Coach's Corner

I got a chance to spend some time with Andy Russo last month watching the NCAA Tournament. Coach Russo, as many of you know, coached the Huskies from 1986-1989 and complied a .500 record (52-52) - which was good enough to get him fired by then-UW President, Bill Gerberding. Gerberding just happened to also fire the legendary Marv Harshman, as well as forcing out football Hall of Famer Don James.

Russo feels honored to have followed a legend like Marv and fully realized how difficult that task was always going to be (just ask Jim Lambright).

Russo took his first Husky team to the NCAA's, then went to the NIT before two losing seasons cost him his job. He still ended up with a better overall winning percentage than John Grayson (.404), Mac Duckworth (.338), Tex Winter (.452), Lynn Nance (.306), or Bob Bender (.389). That's right, in the history of modern basketball, only Marv Harshman and current head coach Lorenzo Romar, have had more success with the Huskies. I never even realized the Huskies had lost that much in hoops.

Coach Russo loved his stay in Seattle, and was rooting just as hard as anyone for the Huskies to beat North Carolina. Following his time at UW, Russo went back to his roots and coached for two years in the Italian Professional League, where he took his team to the finals of the European Championship.

He then took a coaching job with Florida Tech, where in eight years he compiled a 125-94 record and settled his family in sunny Boca Raton. He is now semi-retired, while coaching his daughter Alie and her high school team. He also runs camps and follows his son Drew, who is a starting cornerback on the US Coast Guard Academy football team.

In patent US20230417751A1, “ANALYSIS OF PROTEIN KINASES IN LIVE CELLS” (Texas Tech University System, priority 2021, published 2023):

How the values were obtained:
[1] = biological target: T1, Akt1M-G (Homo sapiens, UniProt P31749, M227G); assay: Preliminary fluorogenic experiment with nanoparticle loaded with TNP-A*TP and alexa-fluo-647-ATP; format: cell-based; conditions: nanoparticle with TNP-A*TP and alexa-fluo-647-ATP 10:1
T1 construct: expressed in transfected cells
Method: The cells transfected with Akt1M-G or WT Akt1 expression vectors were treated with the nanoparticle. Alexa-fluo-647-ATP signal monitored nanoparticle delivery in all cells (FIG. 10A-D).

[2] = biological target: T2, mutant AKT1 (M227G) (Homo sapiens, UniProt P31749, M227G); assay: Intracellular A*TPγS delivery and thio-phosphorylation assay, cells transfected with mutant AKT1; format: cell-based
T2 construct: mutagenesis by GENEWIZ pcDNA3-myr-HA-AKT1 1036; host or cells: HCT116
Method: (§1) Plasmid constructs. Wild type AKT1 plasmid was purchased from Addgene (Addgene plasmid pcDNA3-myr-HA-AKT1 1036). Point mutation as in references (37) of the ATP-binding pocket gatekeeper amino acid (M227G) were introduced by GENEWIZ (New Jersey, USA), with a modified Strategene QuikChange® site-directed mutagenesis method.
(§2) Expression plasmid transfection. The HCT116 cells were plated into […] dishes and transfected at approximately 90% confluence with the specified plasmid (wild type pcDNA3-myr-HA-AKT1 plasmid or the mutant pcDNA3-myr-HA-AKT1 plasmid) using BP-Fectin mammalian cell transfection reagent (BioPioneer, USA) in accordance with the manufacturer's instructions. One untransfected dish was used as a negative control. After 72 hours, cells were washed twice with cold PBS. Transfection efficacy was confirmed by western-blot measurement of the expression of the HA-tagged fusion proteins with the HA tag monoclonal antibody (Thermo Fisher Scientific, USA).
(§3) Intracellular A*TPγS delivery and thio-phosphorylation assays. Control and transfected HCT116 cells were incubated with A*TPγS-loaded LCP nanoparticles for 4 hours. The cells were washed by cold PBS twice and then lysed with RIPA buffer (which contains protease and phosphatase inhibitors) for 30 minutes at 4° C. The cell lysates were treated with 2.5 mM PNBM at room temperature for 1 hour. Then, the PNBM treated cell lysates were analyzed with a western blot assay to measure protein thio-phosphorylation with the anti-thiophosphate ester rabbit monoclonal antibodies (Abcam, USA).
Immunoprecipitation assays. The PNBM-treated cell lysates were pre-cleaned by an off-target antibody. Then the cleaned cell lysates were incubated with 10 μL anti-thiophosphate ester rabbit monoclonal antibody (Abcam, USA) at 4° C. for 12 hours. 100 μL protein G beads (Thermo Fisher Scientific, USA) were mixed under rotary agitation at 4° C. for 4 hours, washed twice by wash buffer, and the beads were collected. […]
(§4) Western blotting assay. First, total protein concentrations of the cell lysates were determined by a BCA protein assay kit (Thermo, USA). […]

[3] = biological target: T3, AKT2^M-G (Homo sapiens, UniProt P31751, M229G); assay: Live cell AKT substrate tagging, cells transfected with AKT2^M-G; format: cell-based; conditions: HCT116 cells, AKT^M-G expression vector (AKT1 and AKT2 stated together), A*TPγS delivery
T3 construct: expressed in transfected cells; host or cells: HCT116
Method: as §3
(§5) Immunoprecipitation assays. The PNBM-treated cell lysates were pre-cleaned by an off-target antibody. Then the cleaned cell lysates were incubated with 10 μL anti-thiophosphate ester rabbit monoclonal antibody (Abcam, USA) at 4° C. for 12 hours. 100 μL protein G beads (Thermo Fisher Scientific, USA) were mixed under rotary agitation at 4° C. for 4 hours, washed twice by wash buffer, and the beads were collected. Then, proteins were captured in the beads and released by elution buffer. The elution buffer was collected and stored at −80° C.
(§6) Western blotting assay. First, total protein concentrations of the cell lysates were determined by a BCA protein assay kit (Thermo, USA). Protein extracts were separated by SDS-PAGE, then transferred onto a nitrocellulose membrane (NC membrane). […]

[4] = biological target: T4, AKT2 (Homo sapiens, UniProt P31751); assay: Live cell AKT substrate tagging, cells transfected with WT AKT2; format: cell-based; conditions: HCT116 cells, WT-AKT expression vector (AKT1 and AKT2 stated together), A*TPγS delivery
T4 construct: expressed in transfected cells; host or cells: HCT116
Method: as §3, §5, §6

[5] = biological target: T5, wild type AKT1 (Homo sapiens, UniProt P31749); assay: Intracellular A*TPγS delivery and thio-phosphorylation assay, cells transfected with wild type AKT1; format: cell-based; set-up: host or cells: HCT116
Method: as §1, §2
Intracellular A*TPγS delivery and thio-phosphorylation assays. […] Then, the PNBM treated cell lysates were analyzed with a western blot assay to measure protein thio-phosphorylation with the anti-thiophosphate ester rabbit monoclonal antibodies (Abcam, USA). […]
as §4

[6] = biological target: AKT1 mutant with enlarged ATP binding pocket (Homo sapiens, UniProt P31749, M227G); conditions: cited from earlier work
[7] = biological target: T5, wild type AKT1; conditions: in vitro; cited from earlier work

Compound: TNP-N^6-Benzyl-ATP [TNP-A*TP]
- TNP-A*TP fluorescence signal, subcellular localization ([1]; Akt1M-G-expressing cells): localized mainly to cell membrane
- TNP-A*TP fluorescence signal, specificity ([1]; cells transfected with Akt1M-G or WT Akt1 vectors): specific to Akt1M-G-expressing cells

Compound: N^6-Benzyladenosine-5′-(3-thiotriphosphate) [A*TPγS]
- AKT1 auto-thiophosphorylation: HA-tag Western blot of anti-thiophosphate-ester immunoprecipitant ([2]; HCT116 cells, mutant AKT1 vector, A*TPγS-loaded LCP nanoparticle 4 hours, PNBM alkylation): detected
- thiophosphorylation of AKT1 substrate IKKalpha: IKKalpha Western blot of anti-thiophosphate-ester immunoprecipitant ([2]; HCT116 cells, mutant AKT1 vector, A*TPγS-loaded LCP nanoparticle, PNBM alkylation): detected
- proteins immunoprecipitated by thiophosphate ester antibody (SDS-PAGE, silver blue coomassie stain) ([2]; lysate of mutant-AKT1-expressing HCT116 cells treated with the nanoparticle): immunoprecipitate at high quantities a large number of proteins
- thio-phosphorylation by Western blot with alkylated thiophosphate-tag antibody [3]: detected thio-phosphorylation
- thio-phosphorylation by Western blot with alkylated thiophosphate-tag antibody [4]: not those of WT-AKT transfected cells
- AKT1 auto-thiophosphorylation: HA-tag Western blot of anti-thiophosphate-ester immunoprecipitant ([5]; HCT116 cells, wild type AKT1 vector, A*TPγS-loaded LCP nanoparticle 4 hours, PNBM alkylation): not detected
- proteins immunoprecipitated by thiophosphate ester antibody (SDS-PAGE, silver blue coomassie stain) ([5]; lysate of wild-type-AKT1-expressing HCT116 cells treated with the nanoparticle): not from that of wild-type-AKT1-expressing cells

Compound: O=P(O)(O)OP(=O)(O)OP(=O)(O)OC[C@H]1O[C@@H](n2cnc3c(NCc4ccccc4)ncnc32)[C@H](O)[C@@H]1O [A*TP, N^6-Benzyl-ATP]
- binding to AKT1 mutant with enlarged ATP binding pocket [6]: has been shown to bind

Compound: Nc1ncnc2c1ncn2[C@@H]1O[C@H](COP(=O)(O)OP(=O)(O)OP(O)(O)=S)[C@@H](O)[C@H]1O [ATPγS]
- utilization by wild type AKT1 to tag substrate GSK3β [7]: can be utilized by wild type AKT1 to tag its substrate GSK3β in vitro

Like many of us, he stays in the game without the high pressure of having to win.

Andy, of course, also coached the great Karl Malone at Louisiana Tech before coming to Seattle to coach the Huskies. He recently attended the Pac-10 Hall of Fame induction ceremony for Eldridge Recasner, and is proud of his experience with all the players he had a chance to work with at Washington.

There is life after being fired as a coach at Washington, as both Russo and I can testify, along with a great Husky like Marv Harshman and all the previously listed coaches. It just comes with the territory, and we all realize that there are only two kinds of coaches - those who have been fired and those who will get fired.

Watching UW in the NCAA Tournament, Russo was extremely impressed with the athletic Huskies, especially the abundance of 6-foot-4 to 6-foot-6 long-armed defenders, and of course the shooting strokes on players like C.J. Wilcox, Scott Suggs, and Terrence Ross.

Although he was disappointed like the rest of us with the decision of Isaiah Thomas to declare for the draft, he can't wait to see the return of Abdul Gaddy, as well as the addition of Tony Wroten. He wished there were those kinds of in-state players when he was in Seattle.

Russo was especially impressed when the Huskies began to extend their defense, and believes that with one more big the Huskies could be knocking on the door again next year. I told him about the series of injuries that beset the team early and the various distractions that this team went through, and he just shook his head.

He is a great fan of Lorenzo Romar, and hopes coach is given a chance to finish his career at Washington. It's all about winning and perception, but we all eventually move on.

Andy Russo chooses to remain positive about his time at Washington. He's still rooting for the Huskies even though he's living on the opposite coast. Top Stories